Project 1: Image Quilting

CS 6501 - Computational Photography

Due: Tues, Sept 30 (11:59 PM)

This project involves implementing a simple texture synthesis method, Image Quilting. Additionally, graduate students should implement the second part, PatchMatch, which can be used for texture synthesis, but for simplicity we will just use it for finding correspondences between image pairs. The second part is optional for undergraduates (implementing both parts correctly will result in extra credit for undergraduates).

Part 1: Image Quilting

Image quilting is a simple technique for creating a larger textured image from a smaller input. The idea of the algorithm is to sample square regions or patches from the input in such a way that they align well, like a jigsaw puzzle.

The simplest algorithm (a) chooses source patches randomly, and arranges them in non-overlapping manner on the target image, which does not give a good "puzzle solution." A more complicated algorithm (b) overlaps the patches slightly, and chooses source patches so that each piece agrees with its neighbors. Finally, the full algorithm (c) allows puzzle pieces to have ragged edges in the overlap region, and solves for the best "seam" or "cut" using dynamic programming. The algorithms are shown in Figure 2 of the paper:

Your assignment is to implement the algorithm (c) in a language of your choice (suggested: MATLAB, Python). We recommend doing this by first implementing (a), then building on that for (b), and then (c). Read the paper and it should be fairly self-explanatory. However, we give some hints:

Part 2: PatchMatch (Mandatory for graduate students, optional for undergraduates)

PatchMatch is a method for quickly finding dense correspondences between "patches" or small square regions in a pair of images. I researched this for my Ph.D. thesis, and it was also tech transferred into some features of Photoshop such as Content Aware Fill. It was significantly (10-100x) faster than previous techniques so it allowed some high quality image editing applications to run interactively for the first time.

Your assignment is to implement the core matching algorithm for PatchMatch from Section 3-3.2 of the paper. Unlike Image Quilting, PatchMatch finds correspondences between densely overlapping patches, meaning a patch is defined around every pixel. Patches have a small fixed size such as 7x7. The algorithm attempts to find for each patch in the "from" image A, what is the most similar patch in the "to" image B, under all possible (integer) translations:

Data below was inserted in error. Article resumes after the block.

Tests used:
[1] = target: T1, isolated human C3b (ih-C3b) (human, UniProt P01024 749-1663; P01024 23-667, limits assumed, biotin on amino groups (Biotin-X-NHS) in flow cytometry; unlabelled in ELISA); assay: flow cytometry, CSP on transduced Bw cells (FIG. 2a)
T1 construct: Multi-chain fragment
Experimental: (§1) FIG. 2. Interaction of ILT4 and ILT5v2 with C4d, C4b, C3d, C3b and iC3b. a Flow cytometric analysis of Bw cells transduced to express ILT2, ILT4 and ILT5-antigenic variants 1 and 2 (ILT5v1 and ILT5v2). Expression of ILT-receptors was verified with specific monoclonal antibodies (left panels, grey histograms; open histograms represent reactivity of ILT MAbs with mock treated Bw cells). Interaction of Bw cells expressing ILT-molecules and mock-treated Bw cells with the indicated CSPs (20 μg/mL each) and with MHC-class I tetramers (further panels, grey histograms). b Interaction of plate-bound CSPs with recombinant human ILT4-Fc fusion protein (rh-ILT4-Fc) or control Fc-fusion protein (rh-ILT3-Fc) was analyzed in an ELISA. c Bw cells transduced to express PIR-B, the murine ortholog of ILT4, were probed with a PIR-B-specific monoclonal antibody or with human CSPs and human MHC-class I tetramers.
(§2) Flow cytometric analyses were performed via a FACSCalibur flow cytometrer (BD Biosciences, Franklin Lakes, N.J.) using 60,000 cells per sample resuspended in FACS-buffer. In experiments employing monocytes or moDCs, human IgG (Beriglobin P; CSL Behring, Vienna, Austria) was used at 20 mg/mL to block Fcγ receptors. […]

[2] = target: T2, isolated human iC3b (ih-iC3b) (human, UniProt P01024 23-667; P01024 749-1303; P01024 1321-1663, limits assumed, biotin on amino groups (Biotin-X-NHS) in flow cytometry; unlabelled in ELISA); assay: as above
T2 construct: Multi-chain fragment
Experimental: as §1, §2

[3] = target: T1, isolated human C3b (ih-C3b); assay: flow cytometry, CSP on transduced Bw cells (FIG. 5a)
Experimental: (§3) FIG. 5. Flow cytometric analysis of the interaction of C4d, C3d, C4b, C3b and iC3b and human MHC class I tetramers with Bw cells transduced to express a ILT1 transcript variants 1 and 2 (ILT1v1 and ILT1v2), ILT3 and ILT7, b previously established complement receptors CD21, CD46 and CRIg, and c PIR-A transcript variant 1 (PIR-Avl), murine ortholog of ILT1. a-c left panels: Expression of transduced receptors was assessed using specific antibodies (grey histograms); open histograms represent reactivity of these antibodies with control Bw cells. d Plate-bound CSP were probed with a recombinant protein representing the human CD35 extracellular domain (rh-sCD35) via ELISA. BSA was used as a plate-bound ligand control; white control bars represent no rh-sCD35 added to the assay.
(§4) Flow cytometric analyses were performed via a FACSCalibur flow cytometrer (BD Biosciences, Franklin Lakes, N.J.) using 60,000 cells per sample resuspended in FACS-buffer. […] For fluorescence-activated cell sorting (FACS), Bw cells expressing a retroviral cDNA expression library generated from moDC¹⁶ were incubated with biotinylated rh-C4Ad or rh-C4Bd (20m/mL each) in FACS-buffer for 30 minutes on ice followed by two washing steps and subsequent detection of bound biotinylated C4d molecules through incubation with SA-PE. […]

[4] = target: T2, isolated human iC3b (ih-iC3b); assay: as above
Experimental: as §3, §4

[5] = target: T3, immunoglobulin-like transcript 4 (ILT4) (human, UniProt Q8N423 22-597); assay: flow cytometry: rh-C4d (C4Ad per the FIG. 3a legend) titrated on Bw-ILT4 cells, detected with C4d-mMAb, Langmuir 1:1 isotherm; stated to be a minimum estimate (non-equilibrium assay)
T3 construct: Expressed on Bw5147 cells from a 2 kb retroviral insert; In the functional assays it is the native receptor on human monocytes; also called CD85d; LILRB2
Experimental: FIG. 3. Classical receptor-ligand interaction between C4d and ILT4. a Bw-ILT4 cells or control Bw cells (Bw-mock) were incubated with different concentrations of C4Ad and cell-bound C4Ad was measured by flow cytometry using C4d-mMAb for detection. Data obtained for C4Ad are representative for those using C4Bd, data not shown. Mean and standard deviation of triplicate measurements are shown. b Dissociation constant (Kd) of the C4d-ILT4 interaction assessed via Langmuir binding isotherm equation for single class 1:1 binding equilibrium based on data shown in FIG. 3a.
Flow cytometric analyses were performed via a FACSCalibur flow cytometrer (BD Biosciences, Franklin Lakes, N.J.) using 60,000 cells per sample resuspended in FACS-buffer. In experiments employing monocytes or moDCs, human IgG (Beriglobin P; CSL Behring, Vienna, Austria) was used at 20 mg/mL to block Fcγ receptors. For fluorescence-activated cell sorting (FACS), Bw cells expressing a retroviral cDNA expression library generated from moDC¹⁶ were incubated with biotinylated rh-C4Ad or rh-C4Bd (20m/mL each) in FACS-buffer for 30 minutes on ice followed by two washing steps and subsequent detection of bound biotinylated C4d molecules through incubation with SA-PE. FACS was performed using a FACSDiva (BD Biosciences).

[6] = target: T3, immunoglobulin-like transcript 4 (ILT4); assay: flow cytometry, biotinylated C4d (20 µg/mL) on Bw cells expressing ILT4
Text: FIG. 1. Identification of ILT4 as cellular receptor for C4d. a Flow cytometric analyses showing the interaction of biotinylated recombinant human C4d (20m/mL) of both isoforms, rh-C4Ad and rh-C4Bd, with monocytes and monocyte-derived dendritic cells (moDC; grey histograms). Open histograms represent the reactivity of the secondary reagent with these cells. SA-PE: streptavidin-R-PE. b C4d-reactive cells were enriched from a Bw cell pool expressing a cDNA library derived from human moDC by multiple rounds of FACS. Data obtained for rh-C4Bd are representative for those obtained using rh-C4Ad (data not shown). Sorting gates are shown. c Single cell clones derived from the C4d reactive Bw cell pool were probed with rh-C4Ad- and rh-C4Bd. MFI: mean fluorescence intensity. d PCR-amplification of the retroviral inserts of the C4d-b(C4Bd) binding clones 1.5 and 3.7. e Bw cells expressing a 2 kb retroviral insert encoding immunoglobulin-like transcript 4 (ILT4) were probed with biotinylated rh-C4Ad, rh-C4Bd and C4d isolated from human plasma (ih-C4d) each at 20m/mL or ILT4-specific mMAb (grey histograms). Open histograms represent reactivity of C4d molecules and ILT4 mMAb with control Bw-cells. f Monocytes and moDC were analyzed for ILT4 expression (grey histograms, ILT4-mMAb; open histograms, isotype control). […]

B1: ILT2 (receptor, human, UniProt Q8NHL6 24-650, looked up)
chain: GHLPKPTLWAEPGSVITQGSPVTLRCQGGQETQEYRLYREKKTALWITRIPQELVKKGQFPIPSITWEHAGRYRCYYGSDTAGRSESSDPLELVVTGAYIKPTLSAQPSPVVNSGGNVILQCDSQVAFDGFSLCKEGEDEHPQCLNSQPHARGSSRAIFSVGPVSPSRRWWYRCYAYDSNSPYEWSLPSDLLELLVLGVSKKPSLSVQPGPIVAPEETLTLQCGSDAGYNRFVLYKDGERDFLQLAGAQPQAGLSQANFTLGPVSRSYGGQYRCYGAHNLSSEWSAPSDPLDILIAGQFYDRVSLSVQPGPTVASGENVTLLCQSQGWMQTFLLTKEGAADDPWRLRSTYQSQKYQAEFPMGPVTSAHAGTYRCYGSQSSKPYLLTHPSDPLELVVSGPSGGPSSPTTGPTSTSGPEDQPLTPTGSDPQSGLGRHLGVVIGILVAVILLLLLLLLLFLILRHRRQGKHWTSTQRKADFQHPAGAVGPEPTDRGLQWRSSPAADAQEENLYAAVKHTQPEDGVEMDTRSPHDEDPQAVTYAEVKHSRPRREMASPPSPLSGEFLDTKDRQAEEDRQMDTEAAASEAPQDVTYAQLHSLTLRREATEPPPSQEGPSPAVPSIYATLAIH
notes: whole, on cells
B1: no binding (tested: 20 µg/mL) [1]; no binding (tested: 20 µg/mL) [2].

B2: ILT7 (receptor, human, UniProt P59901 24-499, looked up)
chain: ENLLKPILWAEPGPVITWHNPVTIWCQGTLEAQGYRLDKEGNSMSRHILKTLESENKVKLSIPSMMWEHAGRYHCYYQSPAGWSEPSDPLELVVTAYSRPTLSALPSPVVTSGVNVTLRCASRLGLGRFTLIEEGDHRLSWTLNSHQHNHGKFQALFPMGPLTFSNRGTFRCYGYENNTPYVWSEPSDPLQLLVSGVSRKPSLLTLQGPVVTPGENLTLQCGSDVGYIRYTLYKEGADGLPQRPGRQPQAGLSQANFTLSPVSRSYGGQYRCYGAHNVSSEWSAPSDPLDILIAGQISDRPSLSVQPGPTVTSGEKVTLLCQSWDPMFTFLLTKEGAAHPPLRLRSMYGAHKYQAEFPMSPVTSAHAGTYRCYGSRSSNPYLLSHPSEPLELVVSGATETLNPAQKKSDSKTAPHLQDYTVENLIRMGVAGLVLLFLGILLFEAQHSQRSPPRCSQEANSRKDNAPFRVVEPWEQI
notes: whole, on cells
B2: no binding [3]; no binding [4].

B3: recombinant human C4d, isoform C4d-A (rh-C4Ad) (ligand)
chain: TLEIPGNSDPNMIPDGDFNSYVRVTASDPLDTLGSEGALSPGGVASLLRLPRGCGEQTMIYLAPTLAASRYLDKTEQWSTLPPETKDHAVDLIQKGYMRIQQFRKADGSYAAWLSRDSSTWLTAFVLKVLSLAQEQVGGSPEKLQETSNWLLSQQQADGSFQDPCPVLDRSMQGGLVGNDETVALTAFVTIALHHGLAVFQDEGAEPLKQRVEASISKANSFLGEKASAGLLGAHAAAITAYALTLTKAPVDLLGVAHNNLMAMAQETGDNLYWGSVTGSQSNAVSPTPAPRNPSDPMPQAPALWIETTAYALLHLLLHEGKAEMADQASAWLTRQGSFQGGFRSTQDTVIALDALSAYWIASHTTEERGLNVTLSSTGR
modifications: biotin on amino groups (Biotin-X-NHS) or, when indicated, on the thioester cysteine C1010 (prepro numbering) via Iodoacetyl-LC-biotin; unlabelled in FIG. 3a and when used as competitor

The algorithm is a fast approximation algorithm, which may not find the best matching patch, but finds an approximate solution quickly. It does this by optimizing an array containing the correspondence mapping from image A to image B, in three phases:

Your assignment is to implement the first two phases by referencing the paper. The third stage of random search is optional extra credit, although recommended because it gives better results.

Then, test your algorithm on the pair of images bike_a.png and bike_b.png. Find the match from the A image to the B image. Visualize the x and y coordinates of the correspondence field (plot them as images using imagesc in MATLAB or imshow in Python) and make sure these look reasonable. Also visualize the patch distance, which is also a 2D image. These should look roughly like x, y, D, although use your preferred color scheme. For extra credit, you can also reconstruct the A image using the matched patches of image B, as done in Figure 3, which gives this result.

Implementation notes:


Feel free to collaborate on solving the problem but write your code individually.


Submit your assignment in a zip file named In the root directory place a README.txt file that is your writeup, which should include: For Part 1, place a subdirectory part1 in your zip file containing:
For Part 2, place a subdirectory part2 in your zip containing:
Finally submit your zip to UVA Collab.